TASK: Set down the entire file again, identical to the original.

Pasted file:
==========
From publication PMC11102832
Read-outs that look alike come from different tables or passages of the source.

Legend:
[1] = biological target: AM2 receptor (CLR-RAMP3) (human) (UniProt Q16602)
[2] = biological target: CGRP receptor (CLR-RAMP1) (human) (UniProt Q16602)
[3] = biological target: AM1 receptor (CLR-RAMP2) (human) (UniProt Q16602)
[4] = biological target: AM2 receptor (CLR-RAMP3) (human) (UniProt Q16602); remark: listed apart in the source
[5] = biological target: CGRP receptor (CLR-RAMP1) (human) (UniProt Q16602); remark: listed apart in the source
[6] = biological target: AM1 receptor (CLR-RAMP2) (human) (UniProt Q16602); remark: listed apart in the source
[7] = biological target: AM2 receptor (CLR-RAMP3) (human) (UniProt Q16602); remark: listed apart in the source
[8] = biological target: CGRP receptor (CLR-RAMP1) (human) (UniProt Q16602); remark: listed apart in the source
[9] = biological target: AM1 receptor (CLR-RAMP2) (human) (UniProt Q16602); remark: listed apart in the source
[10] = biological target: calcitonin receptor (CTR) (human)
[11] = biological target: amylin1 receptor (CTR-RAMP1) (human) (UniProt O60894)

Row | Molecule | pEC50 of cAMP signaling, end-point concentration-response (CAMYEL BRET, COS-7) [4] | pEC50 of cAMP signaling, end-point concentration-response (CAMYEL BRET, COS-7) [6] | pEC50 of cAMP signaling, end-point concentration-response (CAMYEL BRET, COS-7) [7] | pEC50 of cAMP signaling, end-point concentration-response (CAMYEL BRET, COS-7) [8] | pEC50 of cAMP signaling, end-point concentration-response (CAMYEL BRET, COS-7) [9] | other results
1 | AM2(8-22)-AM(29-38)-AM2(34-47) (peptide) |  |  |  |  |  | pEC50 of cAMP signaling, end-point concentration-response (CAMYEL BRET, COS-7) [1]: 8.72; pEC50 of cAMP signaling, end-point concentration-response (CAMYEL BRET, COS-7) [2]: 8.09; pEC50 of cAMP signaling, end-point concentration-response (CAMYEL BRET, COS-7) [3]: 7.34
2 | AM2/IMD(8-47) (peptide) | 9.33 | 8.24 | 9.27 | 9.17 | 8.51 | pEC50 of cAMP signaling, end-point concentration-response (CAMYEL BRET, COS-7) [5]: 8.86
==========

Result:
From publication PMC11102832
Read-outs that look alike come from different tables or passages of the source.

Legend:
[1] = biological target: AM2 receptor (CLR-RAMP3) (human) (UniProt Q16602)
[2] = biological target: CGRP receptor (CLR-RAMP1) (human) (UniProt Q16602)
[3] = biological target: AM1 receptor (CLR-RAMP2) (human) (UniProt Q16602)
[4] = biological target: AM2 receptor (CLR-RAMP3) (human) (UniProt Q16602); remark: listed apart in the source
[5] = biological target: CGRP receptor (CLR-RAMP1) (human) (UniProt Q16602); remark: listed apart in the source
[6] = biological target: AM1 receptor (CLR-RAMP2) (human) (UniProt Q16602); remark: listed apart in the source
[7] = biological target: AM2 receptor (CLR-RAMP3) (human) (UniProt Q16602); remark: listed apart in the source
[8] = biological target: CGRP receptor (CLR-RAMP1) (human) (UniProt Q16602); remark: listed apart in the source
[9] = biological target: AM1 receptor (CLR-RAMP2) (human) (UniProt Q16602); remark: listed apart in the source
[10] = biological target: calcitonin receptor (CTR) (human)
[11] = biological target: amylin1 receptor (CTR-RAMP1) (human) (UniProt O60894)

Row | Molecule | pEC50 of cAMP signaling, end-point concentration-response (CAMYEL BRET, COS-7) [4] | pEC50 of cAMP signaling, end-point concentration-response (CAMYEL BRET, COS-7) [6] | pEC50 of cAMP signaling, end-point concentration-response (CAMYEL BRET, COS-7) [7] | pEC50 of cAMP signaling, end-point concentration-response (CAMYEL BRET, COS-7) [8] | pEC50 of cAMP signaling, end-point concentration-response (CAMYEL BRET, COS-7) [9] | other results
1 | AM2(8-22)-AM(29-38)-AM2(34-47) (peptide) |  |  |  |  |  | pEC50 of cAMP signaling, end-point concentration-response (CAMYEL BRET, COS-7) [1]: 8.72; pEC50 of cAMP signaling, end-point concentration-response (CAMYEL BRET, COS-7) [2]: 8.09; pEC50 of cAMP signaling, end-point concentration-response (CAMYEL BRET, COS-7) [3]: 7.34
2 | AM2/IMD(8-47) (peptide) | 9.33 | 8.24 | 9.27 | 9.17 | 8.51 | pEC50 of cAMP signaling, end-point concentration-response (CAMYEL BRET, COS-7) [5]: 8.86